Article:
Why Our Brains Love Making (and Breaking) Resolutions

It's estimated that more than half of us make New Year's resolutions. While setting a positive resolution can be a catalyst for great change, most of us know that our best intentions rarely last past February. But yet, each year the majority of us continue to set them. Turns out that our need to set New Year's resolutions is hardwired into our brains.

It all comes down to the human brain not liking to be in a state of emotional conflict or imbalance, says Joshua Klapow, a clinical psychologist and associate professor in the School of Public Health at the University of Alabama at Birmingham. Conflict or imbalance can be physical, such as in the case of feeling pain or being sick, or it can be more emotional, such as when we feel anxiety because our thoughts don’t match our reality. One common example this time of year is "I want to be a thin person but I look fat," or "I want to be a healthy person but I don’t exercise, and eat junk food."  

"Resolutions allow us to stop a cycle of conflict at least temporarily by declaring that we will change," Klapow says.

"Unfortunately, the reason we very often continue to set resolutions is that we fail to make the change we resolve to make."

Although making New Year's resolutions is really no different than setting a goal at any other time of the year, there's something about the allure of a clean slate that also lures our brain into wanting and envisioning change, says Steve Levinson, a clinical psychologist and author.

"The brain is wired—beautifully so—both to picture things as they could be and to figure out what we'd have to do to actually make them that way," Levinson says. "That wiring is a defining characteristic of humans. It's our best stuff. It's what's responsible for the fact that we no longer live in caves."Unfortunately, our brains are poorly wired to follow through with these dreams of what could be, Levinson says.
 
"Amazingly, there's actually no mechanism to connect our good intentions to our behavior. So we can intelligently figure out what we should do and then not do it."
 
In order to keep your resolutions, Levinson recommends using your brain in a way that you already know works: using it to plan your day, starting with waking up in the morning.
 
"If you decide you should get up at 4 a.m. tomorrow, you wouldn't count on your intention alone to wake you up," he says.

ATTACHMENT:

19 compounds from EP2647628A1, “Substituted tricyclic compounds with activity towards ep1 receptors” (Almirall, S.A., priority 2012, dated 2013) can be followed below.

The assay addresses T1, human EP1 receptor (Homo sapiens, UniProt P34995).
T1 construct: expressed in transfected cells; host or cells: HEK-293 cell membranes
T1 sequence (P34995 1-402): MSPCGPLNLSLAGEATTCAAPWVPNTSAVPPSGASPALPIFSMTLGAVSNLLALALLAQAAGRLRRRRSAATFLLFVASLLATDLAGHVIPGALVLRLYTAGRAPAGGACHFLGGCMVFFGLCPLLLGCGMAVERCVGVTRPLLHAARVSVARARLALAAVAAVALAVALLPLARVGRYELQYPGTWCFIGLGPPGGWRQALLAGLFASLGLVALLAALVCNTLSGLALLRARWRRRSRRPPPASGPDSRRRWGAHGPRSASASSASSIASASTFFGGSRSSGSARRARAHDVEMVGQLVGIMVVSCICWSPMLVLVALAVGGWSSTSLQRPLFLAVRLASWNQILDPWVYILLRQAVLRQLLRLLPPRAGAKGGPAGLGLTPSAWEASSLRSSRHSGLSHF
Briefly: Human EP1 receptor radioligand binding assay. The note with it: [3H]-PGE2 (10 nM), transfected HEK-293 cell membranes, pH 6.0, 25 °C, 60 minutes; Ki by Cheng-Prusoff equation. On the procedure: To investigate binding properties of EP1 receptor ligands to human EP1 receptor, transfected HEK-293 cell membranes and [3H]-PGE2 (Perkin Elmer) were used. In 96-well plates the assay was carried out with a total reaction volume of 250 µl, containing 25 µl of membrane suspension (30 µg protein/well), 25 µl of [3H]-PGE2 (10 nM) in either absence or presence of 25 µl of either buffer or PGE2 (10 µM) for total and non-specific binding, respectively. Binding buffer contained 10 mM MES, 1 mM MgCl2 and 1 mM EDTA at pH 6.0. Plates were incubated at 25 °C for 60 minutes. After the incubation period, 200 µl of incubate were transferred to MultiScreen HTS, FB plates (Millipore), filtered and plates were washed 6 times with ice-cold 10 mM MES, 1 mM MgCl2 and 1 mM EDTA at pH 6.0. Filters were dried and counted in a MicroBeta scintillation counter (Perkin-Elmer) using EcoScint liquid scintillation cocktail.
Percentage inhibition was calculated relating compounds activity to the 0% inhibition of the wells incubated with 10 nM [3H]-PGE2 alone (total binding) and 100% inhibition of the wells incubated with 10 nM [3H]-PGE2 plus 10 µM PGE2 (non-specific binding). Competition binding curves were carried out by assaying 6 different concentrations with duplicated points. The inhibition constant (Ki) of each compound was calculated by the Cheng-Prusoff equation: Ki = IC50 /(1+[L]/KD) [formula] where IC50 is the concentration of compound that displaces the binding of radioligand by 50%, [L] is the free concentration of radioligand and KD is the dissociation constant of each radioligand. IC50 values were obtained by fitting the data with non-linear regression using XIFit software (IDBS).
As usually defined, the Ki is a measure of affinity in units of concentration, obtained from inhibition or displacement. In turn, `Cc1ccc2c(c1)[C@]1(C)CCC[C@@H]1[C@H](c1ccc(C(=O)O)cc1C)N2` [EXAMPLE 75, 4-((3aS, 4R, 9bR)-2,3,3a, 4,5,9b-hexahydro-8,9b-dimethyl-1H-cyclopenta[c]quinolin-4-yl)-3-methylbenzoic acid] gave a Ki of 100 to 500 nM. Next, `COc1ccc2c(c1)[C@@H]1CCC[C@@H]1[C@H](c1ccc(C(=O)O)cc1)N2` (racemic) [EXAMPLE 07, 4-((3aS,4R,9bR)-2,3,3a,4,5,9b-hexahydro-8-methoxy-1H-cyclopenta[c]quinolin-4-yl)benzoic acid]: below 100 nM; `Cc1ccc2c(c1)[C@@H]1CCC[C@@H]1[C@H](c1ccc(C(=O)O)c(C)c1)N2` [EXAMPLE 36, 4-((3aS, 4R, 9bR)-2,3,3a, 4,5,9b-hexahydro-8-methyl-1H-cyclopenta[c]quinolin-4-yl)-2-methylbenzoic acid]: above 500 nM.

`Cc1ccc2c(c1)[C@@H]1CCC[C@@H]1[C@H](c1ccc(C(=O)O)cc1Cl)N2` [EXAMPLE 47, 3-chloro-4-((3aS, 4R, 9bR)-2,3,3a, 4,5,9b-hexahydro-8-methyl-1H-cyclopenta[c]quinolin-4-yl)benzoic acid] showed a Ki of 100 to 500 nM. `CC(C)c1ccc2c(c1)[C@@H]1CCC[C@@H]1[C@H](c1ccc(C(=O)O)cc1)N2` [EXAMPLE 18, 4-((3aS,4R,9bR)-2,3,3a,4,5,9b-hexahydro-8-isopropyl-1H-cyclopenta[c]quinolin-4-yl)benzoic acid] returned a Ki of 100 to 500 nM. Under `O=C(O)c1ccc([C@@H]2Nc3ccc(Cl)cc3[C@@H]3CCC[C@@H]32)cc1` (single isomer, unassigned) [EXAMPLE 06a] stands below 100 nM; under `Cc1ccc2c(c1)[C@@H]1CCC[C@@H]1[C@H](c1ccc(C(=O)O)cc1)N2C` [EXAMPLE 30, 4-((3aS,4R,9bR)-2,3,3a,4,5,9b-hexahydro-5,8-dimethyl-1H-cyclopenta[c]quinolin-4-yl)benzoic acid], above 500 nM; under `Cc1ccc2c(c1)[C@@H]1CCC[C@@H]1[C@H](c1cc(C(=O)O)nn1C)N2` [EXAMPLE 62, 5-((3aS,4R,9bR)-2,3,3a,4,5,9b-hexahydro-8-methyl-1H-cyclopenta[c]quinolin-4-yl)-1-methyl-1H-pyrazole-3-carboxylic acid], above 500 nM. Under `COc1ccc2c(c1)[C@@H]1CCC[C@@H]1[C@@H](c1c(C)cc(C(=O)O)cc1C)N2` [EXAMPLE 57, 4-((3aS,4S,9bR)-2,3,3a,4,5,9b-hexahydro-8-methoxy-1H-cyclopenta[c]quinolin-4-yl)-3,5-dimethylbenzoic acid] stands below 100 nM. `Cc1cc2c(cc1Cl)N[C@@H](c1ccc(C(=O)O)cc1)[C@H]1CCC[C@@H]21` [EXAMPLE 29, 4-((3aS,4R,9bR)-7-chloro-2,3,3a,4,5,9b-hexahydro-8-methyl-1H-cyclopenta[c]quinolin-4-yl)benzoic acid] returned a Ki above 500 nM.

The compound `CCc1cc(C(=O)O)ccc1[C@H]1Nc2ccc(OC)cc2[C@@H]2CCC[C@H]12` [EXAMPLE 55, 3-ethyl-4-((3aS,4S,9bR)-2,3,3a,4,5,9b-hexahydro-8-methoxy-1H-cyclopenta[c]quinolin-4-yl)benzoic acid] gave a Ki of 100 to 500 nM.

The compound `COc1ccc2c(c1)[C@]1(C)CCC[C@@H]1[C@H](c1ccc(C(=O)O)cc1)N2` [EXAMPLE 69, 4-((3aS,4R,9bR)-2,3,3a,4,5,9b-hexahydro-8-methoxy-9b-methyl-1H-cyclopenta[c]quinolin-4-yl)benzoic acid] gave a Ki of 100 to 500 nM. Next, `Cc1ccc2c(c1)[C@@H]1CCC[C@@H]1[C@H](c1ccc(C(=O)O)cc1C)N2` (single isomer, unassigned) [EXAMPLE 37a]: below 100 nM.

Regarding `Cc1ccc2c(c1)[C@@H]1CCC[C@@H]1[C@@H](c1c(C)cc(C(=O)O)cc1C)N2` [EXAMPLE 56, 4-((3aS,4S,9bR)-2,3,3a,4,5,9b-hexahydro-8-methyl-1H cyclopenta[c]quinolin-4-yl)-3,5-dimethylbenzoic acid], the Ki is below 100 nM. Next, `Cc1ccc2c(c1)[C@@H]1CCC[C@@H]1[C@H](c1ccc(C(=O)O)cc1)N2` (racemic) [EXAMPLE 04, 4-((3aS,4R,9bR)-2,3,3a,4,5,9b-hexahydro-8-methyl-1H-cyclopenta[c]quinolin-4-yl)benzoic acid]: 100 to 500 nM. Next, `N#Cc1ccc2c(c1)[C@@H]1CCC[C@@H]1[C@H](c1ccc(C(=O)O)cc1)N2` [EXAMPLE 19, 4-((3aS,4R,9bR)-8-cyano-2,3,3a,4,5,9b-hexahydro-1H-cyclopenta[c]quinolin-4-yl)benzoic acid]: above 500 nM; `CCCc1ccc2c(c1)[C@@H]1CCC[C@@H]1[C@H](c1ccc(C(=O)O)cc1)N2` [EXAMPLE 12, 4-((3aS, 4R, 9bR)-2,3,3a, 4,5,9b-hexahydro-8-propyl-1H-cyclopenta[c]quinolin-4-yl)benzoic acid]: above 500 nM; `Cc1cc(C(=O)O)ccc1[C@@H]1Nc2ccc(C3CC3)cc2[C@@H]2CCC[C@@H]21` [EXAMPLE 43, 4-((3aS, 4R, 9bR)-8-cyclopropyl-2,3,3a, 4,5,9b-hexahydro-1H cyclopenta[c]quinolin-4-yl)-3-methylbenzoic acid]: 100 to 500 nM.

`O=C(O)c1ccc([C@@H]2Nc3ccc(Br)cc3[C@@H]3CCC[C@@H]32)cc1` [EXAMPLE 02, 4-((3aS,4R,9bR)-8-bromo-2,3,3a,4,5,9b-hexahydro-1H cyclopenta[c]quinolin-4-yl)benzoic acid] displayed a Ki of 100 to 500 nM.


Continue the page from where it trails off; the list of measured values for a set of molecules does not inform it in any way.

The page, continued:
"You'd set an alarm clock to make sure that you'd be urged to wake up. In a sense, we have to do the same with all our resolutions and intentions. It's not enough to just think we should take a given action. We have to arrange our circumstances to make ourselves actually feel like we must take that action—and keep taking it—until the job is done."

Those making New Year's resolutions should also use the 3-day rule, says Klapow.

"If you’ve gone three days without doing your health habit, stop, write down the reasons why and pick an exact date to get back on track—put that date up on the fridge," he says.

The bottom line? Resolutions are intentions, thoughts or beliefs of things that we want. While they can be an effective first step towards changing behavior, they are by no means sufficient for lasting behavior change. You have to do a little more brainwork to really change yourself, but it's totally possible!

Does this information on the brain and New Year's resolutions resonate with you? How are you turning your resolution from an intention into action? Tell us!

Why Our Brains Love Making (and Breaking) Resolutions-2

 

Jennipher Walters is the CEO and co-founder of the healthy living websites FitBottomedGirls.com and FitBottomedMamas.com. A certified personal trainer, lifestyle and weight management coach and group exercise instructor, she also holds an MA in health journalism and regularly writes about all things fitness and wellness for various online publications.

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